Table saw tuning and repair on a budget

Pretty much the most important machine in a woodworking shop is the table saw. But seeing that I'd just bought my house the year before setting up a workshop in my garage, I didn't want to spend a lot of money on a good table saw.

I found an old Rockwell Beaver contractor style table saw at a yard sale, for $135. It had some dried paint stuck to the rusty table, a dull 7 1/4" blade mounted, and somewhat neglected looking, but with some potential. I bought the saw as a stopgap measure to keep me from spending $2000 on a proper cabinet maker's table saw.

Even with a good blade in it, I could tell there was a bit of blade wobble. I disassembled it and took the arbour out to see what I could do with it, but couldn't even get one of the bearings off it. Calling a local electrical repair business, I was surprised that I was still able to buy a new arbour for it, for a cost of $50. It came with one of the bearings already attached - I guess it wasn't meant to come off. Mounting the new arbour, I found the pulley had a bit of slack, but shimming it up with the aluminium from a pop can, I got it on perfectly centered. It cut nice and smooth after that. I have no pictures of the shaft replacement part of the process, but the other improvements I have made are documented on this page. I have however since then come up with another procedure for fixing a saw arbour.

I also rewired the 1.5 hp motor for 240 volt operation, which gave it a little more 'oomph' because the voltage drops less when its under load.

This saw was my main table saw for over 11 years. Not because I didn't want to spend the money, but because this cheap old saw, tuned up right, is just plain good enough for my purposes. When I set up my new workshop though, I had room for a bigger table saw, and bought a new Delta hybrid table saw.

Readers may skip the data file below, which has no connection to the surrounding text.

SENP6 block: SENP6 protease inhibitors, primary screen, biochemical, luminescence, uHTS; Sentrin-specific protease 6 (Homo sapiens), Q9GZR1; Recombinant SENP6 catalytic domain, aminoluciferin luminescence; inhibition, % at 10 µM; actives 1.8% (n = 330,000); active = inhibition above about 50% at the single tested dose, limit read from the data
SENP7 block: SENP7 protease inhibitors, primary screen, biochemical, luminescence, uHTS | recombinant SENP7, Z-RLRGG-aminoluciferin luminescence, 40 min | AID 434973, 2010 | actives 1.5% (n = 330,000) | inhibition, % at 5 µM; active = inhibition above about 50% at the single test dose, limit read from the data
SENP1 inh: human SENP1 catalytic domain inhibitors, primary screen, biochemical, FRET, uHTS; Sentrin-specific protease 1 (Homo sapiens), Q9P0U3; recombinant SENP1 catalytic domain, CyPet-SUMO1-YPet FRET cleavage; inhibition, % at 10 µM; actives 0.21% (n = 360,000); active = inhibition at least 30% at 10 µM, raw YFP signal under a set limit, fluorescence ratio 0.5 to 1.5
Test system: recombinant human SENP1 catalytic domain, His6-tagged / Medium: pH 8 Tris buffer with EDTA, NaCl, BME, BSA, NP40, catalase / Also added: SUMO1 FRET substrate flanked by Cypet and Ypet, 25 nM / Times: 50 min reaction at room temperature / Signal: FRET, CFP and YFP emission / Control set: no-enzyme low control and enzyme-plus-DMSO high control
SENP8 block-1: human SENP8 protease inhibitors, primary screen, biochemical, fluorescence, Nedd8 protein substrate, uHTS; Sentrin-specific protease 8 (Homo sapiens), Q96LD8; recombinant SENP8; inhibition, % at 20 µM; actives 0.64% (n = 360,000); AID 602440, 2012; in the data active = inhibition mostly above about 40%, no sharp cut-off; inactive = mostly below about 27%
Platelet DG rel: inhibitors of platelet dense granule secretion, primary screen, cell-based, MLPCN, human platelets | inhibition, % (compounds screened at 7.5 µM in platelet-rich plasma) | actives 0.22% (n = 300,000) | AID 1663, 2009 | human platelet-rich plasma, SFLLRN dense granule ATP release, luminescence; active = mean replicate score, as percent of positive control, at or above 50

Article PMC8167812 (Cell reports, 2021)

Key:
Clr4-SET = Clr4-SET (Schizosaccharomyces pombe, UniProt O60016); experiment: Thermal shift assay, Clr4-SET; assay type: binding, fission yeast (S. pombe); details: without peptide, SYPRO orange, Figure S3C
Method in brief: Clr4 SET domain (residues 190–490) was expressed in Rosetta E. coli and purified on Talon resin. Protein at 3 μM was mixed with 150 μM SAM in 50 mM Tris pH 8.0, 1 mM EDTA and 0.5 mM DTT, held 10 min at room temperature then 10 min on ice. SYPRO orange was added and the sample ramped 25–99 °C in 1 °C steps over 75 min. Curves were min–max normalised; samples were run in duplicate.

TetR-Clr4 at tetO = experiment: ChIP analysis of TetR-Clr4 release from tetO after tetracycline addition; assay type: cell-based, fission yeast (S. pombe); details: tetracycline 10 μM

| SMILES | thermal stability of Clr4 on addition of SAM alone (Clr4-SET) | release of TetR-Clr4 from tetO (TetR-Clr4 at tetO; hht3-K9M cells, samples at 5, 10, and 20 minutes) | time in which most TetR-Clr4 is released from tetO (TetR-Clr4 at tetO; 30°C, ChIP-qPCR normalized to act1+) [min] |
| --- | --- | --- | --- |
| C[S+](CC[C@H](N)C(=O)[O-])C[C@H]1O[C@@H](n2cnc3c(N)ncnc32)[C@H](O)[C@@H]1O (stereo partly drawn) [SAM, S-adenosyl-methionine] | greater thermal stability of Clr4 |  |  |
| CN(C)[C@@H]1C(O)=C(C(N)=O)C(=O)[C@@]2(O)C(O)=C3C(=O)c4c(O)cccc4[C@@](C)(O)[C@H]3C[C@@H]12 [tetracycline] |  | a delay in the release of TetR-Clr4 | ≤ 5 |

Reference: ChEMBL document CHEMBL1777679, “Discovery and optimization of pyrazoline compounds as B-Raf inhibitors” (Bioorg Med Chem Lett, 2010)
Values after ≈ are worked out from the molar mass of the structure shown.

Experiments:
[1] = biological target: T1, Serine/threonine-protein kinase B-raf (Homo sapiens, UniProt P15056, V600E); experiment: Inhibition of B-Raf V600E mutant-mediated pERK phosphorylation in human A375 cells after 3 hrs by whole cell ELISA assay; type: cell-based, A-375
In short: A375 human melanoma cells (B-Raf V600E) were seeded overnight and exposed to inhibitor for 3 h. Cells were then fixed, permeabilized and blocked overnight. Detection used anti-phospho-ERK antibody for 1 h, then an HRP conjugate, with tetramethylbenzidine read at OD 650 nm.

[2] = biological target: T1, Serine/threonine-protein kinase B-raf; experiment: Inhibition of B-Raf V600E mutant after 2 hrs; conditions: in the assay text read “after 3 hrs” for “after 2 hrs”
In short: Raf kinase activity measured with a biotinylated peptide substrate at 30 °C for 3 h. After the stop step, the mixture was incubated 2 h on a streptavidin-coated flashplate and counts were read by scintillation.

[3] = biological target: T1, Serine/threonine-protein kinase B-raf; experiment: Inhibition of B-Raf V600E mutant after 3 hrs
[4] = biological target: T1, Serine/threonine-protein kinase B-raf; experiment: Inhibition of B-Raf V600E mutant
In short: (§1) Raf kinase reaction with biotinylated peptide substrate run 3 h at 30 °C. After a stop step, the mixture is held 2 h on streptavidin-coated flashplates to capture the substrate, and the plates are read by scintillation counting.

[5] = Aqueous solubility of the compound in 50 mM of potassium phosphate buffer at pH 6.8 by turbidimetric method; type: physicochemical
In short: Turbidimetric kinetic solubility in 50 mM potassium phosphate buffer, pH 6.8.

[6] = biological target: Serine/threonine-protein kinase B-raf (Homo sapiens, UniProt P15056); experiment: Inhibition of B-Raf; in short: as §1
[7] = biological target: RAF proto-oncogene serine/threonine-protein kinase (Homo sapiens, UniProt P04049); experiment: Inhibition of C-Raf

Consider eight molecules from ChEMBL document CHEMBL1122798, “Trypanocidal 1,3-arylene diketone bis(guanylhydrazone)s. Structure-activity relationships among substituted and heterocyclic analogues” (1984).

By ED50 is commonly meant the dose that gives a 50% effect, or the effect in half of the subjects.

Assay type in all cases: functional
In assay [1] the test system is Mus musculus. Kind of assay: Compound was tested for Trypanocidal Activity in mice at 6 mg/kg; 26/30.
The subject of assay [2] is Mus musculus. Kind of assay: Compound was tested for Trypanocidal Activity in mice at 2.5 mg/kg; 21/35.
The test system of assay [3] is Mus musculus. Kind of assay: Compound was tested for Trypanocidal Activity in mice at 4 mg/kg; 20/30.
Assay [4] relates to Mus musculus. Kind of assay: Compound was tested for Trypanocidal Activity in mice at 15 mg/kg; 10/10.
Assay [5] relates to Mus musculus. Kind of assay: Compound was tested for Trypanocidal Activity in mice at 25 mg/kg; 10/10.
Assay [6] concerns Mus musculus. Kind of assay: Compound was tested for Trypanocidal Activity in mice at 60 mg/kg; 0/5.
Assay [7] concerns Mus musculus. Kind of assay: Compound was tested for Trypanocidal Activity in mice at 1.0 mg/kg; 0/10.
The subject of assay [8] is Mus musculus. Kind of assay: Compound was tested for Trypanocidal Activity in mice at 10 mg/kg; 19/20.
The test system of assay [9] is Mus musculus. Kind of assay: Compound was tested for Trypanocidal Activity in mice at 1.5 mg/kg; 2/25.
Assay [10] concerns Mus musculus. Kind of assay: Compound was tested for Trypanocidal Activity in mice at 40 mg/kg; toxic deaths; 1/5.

New rip fence
One of the first things I'd noticed about the saw when I bought it was that the rip fence was very crooked. On examination, it was clear that the casting had at some point been broken, and welded back together so inaccurately that the fence was rendered unusable. Short of re-breaking and re-welding, there's nothing I could do to fix it. It wasn't a good rip fence to begin with so I threw it away and built a new one.


Worn out height adjustment repair
Fixing a worn out height adjustment mechanism on my brother's table saw. This repair was accomplished by modifying the existing parts, so no new parts were required.


Sliding table substitute
The T-slot miter gauge for crosscuts was missing. I was accustomed to using a table saw with a sliding table, so never thought very highly of these miter gauge things. So I built myself a sliding table substitute.


Table saw table extension
I often find the outfeed table on a lot of saws frustratingly short. So I built an extension onto the table. I also found that the side extensions which were only supported by a 5/8" steel rod would flex when cross cutting large pieces, so added a support for that.


Dust extraction system
On ripping a lot of wood for one of my projects, I found myself choking with dust, because the saw just ejected the flying sawdust out the bottom. So I closed off the stand and added a dust hose to my dust vacuum..


Zero clearance table saw throat insert
Finally, at some point the aluminium throat piece broke, so I built a new wooden throat insert.

Mobile table saw base
After this table saw stopped being my primary table saw, I built a lifting mobile base for it so that the saw could easily be wheeled out of the way.

Tenon cutting jig
I also built myself a tenon cutting jig. This is the second jig. The first one I built was meant as a stopgap measure until I was willing to splurge on a proper commercial tenon cutting jig. But once I built my second jig, I came to the realization that commercial jigs were no better than my home made one.


See also my articles about my Delta hybrid table saw

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